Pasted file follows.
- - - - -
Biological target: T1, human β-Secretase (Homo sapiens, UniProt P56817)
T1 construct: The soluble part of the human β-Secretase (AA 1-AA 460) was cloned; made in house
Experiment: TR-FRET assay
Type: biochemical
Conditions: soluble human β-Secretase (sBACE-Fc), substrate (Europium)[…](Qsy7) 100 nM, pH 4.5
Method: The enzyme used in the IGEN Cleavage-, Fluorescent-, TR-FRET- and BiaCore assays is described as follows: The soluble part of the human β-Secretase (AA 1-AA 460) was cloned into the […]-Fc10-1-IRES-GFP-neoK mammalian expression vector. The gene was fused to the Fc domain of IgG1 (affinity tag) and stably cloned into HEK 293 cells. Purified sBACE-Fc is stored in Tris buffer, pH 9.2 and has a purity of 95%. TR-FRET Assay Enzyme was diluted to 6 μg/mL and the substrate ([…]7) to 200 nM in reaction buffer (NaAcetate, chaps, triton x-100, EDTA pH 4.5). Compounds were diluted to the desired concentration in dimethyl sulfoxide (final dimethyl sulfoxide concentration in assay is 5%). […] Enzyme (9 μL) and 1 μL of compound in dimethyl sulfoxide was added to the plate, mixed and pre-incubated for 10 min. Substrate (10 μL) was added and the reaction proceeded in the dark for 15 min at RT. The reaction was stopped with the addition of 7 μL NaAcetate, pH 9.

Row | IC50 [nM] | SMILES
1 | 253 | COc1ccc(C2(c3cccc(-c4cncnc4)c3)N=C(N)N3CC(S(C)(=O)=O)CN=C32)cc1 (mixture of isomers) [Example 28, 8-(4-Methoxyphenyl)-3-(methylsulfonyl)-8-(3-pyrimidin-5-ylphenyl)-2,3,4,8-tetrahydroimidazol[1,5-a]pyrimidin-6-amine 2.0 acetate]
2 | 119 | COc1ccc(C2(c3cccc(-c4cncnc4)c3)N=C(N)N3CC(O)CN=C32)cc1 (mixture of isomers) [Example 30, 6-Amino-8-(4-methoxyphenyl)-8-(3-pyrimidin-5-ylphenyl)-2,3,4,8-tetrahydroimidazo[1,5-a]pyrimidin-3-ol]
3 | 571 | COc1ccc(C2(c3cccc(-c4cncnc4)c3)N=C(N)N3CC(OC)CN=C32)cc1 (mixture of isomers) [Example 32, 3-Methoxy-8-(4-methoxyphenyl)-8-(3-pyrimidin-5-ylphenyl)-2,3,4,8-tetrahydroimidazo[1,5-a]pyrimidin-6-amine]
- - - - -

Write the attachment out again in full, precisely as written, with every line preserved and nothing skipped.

Biological target: T1, human β-Secretase (Homo sapiens, UniProt P56817)
T1 construct: The soluble part of the human β-Secretase (AA 1-AA 460) was cloned; made in house
Experiment: TR-FRET assay
Type: biochemical
Conditions: soluble human β-Secretase (sBACE-Fc), substrate (Europium)[…](Qsy7) 100 nM, pH 4.5
Method: The enzyme used in the IGEN Cleavage-, Fluorescent-, TR-FRET- and BiaCore assays is described as follows: The soluble part of the human β-Secretase (AA 1-AA 460) was cloned into the […]-Fc10-1-IRES-GFP-neoK mammalian expression vector. The gene was fused to the Fc domain of IgG1 (affinity tag) and stably cloned into HEK 293 cells. Purified sBACE-Fc is stored in Tris buffer, pH 9.2 and has a purity of 95%. TR-FRET Assay Enzyme was diluted to 6 μg/mL and the substrate ([…]7) to 200 nM in reaction buffer (NaAcetate, chaps, triton x-100, EDTA pH 4.5). Compounds were diluted to the desired concentration in dimethyl sulfoxide (final dimethyl sulfoxide concentration in assay is 5%). […] Enzyme (9 μL) and 1 μL of compound in dimethyl sulfoxide was added to the plate, mixed and pre-incubated for 10 min. Substrate (10 μL) was added and the reaction proceeded in the dark for 15 min at RT. The reaction was stopped with the addition of 7 μL NaAcetate, pH 9.

Row | IC50 [nM] | SMILES
1 | 253 | COc1ccc(C2(c3cccc(-c4cncnc4)c3)N=C(N)N3CC(S(C)(=O)=O)CN=C32)cc1 (mixture of isomers) [Example 28, 8-(4-Methoxyphenyl)-3-(methylsulfonyl)-8-(3-pyrimidin-5-ylphenyl)-2,3,4,8-tetrahydroimidazol[1,5-a]pyrimidin-6-amine 2.0 acetate]
2 | 119 | COc1ccc(C2(c3cccc(-c4cncnc4)c3)N=C(N)N3CC(O)CN=C32)cc1 (mixture of isomers) [Example 30, 6-Amino-8-(4-methoxyphenyl)-8-(3-pyrimidin-5-ylphenyl)-2,3,4,8-tetrahydroimidazo[1,5-a]pyrimidin-3-ol]
3 | 571 | COc1ccc(C2(c3cccc(-c4cncnc4)c3)N=C(N)N3CC(OC)CN=C32)cc1 (mixture of isomers) [Example 32, 3-Methoxy-8-(4-methoxyphenyl)-8-(3-pyrimidin-5-ylphenyl)-2,3,4,8-tetrahydroimidazo[1,5-a]pyrimidin-6-amine]